By Matthew Geagan, CBS Boston
BOSTON (CBS) — There were a lot of issues with the 2018-19 Boston Celtics, but a lack of chemistry was chief among them. Through their many missteps throughout the season, it was clear that the players didn’t really like playing with one another.
Or, they didn’t like playing with one particular player — Kyrie Irving. The point guard tried to take on a leadership role with Boston’s young roster, but in the end, his attempted guidance had split the locker room. The Celtics struggled with the lofty expectations placed on the team, and a free-agent-to-be, Irving was already thinking about leaving for Brooklyn in March. The whole mess ended with an embarrassing five-game loss to the Bucks in the Eastern Conference semifinals.
Holding scorn for their leader will not be the case for Boston’s young stars — Jaylen Brown and Jayson Tatum — heading into the new season, according to ESPN’s Brian Windhorst. The Celtics’ young core absolutely loves playing alongside Kyrie’s replacement, Kemba Walker.
“They love Kemba,” Windhorst said on the latest episode of the Hoop Collective podcast. “They love him. It’s a double-edged thing. Jaylen Brown refused to talk about the past. He was like, ‘That was then, this is now, we are artists painting a new painting.’ … They’re saying how much they like Kemba, but it’s also kind of a way saying, ‘We really didn’t like Kyrie.'”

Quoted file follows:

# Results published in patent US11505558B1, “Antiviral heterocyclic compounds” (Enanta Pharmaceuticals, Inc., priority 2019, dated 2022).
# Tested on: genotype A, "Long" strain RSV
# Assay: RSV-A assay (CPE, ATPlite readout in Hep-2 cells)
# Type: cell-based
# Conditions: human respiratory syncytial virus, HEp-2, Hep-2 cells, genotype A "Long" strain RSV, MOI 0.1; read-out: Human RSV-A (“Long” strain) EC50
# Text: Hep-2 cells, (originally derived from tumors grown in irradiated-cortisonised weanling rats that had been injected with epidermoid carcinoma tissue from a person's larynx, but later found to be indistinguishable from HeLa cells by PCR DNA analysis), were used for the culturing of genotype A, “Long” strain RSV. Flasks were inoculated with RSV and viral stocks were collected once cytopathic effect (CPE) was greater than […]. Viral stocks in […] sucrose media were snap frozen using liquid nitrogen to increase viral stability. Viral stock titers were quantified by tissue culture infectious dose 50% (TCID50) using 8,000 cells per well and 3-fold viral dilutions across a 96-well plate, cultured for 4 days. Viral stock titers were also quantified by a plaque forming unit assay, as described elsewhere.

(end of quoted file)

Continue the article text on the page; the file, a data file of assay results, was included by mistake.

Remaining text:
We’ll see how much early chemistry the Celtics have when training camp gets underway next week, but it certainly helps that Walker, Brown, Tatum and Marcus Smart played together for Team USA during the FIBA World Cup — albeit to some disappointing results. And, as crazy as it sounds, it should help that the players actually like to play with their leader on the floor when games start to count.
It’s unfair to blame everything that went wrong with last year’s Celtics on Irving, but if this year’s Celtics show some chemistry — and more importantly, passion — from the jump, it’ll be hard not to circle back last year’s blame train to the moody point guard.